In 12 of the 50 states, insurers do not assign responsibility to motorists after an accident. In the other states, insurers consider at least one driver the at-fault motorist. That person’s insurance will pay damages while the other drivers’ policies do not pay.

You might think no-fault states have lower than average car insurance rates because the risk is distributed across several insurance companies. But this isn’t necessarily true. When no one is at-fault, every driver must file a claim with his or her own insurer. This leads to more claims.

No-fault states also require drivers to have personal injury protection (PIP) coverage which adds even more to the cost of the policy. States have enacted no-fault provisions to limit the ability of drivers to sue one another.

No-fault is a provision in the following 12 states:

  1. Florida
  2. Hawaii
  3. Kansas
  4. Kentucky
  5. Massachusetts
  6. Michigan
  7. Minnesota
  8. New Jersey
  9. New York
  10. North Dakota
  11. Pennsylvania
  12. Utah

It’s not a coincidence car insurance premiums in Michigan, Florida, New York, Kentucky, and New Jersey exceed the national average.

No-fault states Utah, Pennsylvania, and North Dakota have lower-than-average premiums, presumably because other variables compensate for the extra costs associated with no-fault laws. It’s tough to know with certainty because insurers use private data firms such as Quadrant Information Services to analyze state-by-state risks.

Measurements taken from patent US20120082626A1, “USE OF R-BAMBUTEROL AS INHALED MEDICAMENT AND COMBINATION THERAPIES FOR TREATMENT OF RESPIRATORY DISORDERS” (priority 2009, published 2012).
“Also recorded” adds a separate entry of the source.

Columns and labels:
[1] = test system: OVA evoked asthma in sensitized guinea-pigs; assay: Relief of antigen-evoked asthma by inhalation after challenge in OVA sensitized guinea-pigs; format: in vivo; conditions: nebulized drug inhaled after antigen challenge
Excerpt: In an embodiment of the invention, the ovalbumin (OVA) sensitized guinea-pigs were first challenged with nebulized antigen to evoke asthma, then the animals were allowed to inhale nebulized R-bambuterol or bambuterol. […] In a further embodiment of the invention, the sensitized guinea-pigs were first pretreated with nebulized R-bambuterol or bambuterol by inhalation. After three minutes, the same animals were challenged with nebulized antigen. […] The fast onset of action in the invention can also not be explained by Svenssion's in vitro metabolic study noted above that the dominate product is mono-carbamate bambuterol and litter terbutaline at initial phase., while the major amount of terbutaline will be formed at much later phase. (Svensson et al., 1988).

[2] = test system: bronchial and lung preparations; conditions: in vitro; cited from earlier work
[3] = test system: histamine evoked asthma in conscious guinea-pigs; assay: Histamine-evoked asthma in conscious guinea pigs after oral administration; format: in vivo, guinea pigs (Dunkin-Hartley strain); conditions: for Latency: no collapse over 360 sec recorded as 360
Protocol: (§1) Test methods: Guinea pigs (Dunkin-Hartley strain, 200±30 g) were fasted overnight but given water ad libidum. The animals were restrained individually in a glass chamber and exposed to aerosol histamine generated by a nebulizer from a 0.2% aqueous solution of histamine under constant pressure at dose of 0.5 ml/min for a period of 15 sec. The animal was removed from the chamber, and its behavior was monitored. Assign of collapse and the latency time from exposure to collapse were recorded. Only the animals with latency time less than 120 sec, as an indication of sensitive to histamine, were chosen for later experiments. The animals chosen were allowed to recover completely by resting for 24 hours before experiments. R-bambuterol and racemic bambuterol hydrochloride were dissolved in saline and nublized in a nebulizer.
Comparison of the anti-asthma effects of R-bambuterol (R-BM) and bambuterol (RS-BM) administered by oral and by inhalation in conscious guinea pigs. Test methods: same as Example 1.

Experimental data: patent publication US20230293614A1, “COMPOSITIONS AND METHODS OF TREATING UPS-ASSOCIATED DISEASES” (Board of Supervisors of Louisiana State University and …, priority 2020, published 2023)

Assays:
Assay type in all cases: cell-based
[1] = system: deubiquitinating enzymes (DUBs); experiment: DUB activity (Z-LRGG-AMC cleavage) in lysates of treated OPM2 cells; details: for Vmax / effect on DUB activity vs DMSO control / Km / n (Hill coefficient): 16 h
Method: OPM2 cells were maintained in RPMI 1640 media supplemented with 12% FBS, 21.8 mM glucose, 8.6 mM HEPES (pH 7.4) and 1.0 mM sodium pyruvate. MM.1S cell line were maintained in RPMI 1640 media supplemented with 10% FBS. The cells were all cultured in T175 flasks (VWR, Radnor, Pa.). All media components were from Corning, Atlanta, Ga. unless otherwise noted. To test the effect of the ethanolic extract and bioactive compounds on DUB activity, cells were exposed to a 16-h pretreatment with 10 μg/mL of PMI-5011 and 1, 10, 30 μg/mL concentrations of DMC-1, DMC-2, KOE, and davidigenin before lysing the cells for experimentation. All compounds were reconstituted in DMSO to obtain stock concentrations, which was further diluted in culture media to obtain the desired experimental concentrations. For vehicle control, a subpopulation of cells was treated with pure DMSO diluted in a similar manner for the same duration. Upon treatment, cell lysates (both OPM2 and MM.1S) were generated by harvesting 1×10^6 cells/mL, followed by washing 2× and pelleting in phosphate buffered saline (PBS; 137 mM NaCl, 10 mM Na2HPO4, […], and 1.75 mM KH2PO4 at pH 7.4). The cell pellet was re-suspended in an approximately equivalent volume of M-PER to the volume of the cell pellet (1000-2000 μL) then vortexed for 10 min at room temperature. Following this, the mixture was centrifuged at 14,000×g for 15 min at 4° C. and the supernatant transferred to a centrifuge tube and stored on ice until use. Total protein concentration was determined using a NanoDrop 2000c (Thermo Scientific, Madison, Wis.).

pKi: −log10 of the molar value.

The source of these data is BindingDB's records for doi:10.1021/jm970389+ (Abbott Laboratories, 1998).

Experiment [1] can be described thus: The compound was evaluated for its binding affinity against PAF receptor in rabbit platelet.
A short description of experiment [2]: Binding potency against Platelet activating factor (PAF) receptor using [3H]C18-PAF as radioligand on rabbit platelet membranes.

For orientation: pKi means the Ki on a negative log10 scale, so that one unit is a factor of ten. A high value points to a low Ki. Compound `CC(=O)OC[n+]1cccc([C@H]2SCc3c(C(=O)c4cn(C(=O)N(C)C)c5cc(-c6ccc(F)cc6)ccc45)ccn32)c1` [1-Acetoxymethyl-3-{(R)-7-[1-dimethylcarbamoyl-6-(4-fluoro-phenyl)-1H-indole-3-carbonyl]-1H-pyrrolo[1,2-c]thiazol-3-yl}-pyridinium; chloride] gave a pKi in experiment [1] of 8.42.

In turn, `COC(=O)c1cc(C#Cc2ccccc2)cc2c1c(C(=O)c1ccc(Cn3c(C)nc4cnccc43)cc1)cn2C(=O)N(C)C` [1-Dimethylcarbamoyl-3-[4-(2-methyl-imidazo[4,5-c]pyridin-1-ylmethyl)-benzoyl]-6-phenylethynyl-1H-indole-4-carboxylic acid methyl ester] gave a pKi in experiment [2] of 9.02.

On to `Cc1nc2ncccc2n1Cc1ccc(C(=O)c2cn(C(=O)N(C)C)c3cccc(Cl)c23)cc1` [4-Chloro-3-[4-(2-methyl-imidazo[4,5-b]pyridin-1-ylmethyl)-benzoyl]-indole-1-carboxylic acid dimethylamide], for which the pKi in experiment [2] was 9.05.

I hope this post helps you understand why auto insurance premiums vary from state to state. If you live in a high-cost state, driving carefully will be even more important if you’d like lower premiums.

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8 Tips to Lower Your Car Insurance Premiums – In Any State

Short of moving to a state with lower car insurance – which could help tip the scales if you’re thinking about moving – how can you lower your car insurance premium?

1. Increase Your Deductible

Raising your deductible from $500 to $1,000 will lower your auto insurance premiums. Most motorists will see a big decrease. But make sure you have enough money in savings to pay the difference. If you can’t afford your deductible, your insurance coverage can’t work for you.

Decreasing your liability to your state minimum can also reduce your car insurance cost. But be careful here, too: You should have enough liability coverage to protect your assets. If someone sued you for damages and your insurance couldn’t pay, you’d be personally responsible.

2. Choose Your Vehicle Wisely

More expensive cars cost more to insure. Your insurance company would pay more to replace or repair a $50,000 car than it would fork out for a $5,000 car. Your policy’s collision and comprehensive coverage pay for these damages.

The same holds true for sports cars and specialty vehicles. Before buying your next vehicle, find out the average rates to insure such a vehicle. Also, be aware that certain safety equipment will reduce your car insurance costs.